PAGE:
C’est La Vie

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This entry, on a minor but sweet song from ca. late 1967, is in the book but never was on the blog. This was due to the fact that the recording didn’t leak until well after I’d covered the Sixties on the blog (2009, basically–I think “C’est” only popped up around 2012).

I am curious whether other demos from the messy “second (and never recorded) Bowie Deram LP” era of late 1967 to early 1968 will eventually surface. I wouldn’t be surprised if so. Looking forward to hearing “Angel Angel Grubby Face” and the Ernie Johnson tape someday.

C’est la Vie.

Bowie wrote “C’est la Vie” in summer 1967 and his manager Kenneth Pitt sent demos that October to song publishers and the American singer Chris Montez, to no response. The elaborate tape, which had eight instrumental and vocal versions of the song, with multiple vocal overdubs and prominent clunky bass (apparently Bowie), suggested Pitt thought “C’est la Vie” one of Bowie’s more commercially promising efforts.

Considered for Bowie’s second Deram album but never taken beyond the demo stage, “C’est la Vie” had a warm melody to suit its lyric’s homebody sentiments. Bowie’s content to watch the world pass by his window, hoping that time will pass him by in turn. It’s a lassitude found in a contemporary interview he gave to Chelsea News (“David is contented with contentment: he is a happy loving person with a gentle nature”). He later reworked one line for “An Occasional Dream” (“burns my wall with time”) and recycled some of its top melody for “Shadow Man.” You could also argue that “Conversation Piece” starts here.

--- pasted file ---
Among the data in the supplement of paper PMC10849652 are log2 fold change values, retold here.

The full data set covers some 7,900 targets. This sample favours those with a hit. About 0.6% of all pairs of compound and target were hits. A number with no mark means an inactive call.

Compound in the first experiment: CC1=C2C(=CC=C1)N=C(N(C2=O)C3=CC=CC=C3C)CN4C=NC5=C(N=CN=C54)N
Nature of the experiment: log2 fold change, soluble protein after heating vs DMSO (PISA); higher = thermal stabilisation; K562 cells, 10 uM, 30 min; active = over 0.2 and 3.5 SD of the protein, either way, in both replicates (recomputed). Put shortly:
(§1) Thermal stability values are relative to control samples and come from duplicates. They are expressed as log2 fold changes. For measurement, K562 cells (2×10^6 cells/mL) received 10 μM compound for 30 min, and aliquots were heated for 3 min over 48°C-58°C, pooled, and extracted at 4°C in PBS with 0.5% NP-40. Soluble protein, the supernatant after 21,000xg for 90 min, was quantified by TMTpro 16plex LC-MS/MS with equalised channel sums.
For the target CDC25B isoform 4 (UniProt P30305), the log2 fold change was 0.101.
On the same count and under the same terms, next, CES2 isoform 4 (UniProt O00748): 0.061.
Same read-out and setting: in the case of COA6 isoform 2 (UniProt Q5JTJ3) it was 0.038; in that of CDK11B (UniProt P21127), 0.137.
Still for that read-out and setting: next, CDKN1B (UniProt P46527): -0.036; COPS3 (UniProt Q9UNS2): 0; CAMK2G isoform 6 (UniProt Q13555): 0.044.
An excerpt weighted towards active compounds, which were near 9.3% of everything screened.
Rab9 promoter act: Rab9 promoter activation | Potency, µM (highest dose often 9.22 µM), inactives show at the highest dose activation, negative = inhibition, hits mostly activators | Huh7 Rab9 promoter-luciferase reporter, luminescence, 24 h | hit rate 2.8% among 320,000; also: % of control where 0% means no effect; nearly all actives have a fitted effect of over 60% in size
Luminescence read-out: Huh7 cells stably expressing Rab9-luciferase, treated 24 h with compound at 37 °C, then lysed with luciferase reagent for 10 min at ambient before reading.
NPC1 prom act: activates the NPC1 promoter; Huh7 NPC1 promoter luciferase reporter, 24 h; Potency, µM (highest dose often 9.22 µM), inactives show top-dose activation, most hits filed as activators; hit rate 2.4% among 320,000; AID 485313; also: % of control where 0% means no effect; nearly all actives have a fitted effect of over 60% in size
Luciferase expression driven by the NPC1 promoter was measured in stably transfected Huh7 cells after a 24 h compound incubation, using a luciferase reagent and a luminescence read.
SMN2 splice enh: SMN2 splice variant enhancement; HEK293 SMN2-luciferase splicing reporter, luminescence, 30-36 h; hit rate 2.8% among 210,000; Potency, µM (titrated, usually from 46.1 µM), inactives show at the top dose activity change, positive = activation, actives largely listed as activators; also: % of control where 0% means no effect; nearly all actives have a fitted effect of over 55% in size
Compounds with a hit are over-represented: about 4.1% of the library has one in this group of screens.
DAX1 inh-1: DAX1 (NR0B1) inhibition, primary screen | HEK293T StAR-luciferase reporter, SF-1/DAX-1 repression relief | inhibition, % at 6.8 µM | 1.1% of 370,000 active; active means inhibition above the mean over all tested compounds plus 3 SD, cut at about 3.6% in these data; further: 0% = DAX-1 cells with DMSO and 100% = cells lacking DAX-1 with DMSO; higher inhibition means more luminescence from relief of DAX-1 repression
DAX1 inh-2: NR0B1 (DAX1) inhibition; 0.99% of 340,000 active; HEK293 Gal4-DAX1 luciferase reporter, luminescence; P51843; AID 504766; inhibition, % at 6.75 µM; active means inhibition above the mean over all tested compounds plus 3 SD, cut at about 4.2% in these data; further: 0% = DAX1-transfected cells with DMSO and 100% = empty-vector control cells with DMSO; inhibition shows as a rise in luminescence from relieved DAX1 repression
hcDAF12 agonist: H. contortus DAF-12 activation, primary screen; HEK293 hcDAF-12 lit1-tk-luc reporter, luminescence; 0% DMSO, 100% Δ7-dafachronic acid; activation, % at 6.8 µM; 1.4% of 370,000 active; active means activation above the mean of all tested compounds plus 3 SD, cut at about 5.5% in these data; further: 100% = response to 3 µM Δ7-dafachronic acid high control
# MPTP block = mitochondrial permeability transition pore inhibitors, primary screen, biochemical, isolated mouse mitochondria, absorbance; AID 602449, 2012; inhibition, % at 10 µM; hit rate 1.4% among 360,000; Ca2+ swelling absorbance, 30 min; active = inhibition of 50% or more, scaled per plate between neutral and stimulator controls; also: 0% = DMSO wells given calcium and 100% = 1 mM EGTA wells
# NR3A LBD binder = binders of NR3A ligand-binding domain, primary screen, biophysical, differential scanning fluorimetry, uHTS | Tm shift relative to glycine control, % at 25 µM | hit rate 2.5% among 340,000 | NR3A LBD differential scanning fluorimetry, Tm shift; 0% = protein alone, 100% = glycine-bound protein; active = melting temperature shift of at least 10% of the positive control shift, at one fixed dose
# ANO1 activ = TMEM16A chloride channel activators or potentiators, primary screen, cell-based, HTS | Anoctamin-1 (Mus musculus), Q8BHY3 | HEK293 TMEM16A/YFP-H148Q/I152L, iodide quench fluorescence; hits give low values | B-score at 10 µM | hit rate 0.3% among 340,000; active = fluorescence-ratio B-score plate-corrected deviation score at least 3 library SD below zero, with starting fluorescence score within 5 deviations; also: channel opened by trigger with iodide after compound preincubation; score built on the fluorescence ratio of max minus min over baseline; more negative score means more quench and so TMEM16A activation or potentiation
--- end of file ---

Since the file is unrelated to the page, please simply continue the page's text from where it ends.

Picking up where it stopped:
Recorded: (demo, still unreleased) ca. September 1967, Essex Music. Bowie: lead and harmony vocals, acoustic guitar, tambourine, bass?

Top: John Atherton, “London, 1967” (“September 13, 1967 at St. James’s park. She was from Germany.”)

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18 Responses to C’est La Vie

  1. Chris Williams says:

    Well, the woodwork is creaking and out comes the previously hidden. I’ve noticed a lot more stuff on You Tube in the last month; unseen interviews especially, the impressions of Springsteen, etc. I have faith that any re-discovered material appearing here will be of quality.

  2. garboseyes says:

    There’s also a lot of “Shadowman” at 1:26 !!!

    Is there a bootleg where I could find this track ? I’d never heard about it !

  3. Chris Williams says:

    Yep! That’s very nice. I love Shadow Man and this backs that up. Chris Montez would have been fantastic.

  4. Ellie Arroway says:

    He sounds so young in this song, but I’m heartened to conclude, not naive. Or maybe I am just tempted to read early hints of later lyrical sophistication into lines like the first several:

    Through my window I can see, if the world is there for me,
    will my shadow on the floor, let me be
    And tomorrow calls my name,
    but I don’t want to go, through the burning flames of time
    C’est la vie.

    Actually, it reminded me of this lyric (not that much later):
    Look out my window and what do I see
    A crack in the sky
    and a hand reaching down to me

    Perhaps the narrator here is a younger version of the one in Oh! You Pretty Things.. not yet sure what he’s even waiting for, but waiting none the less.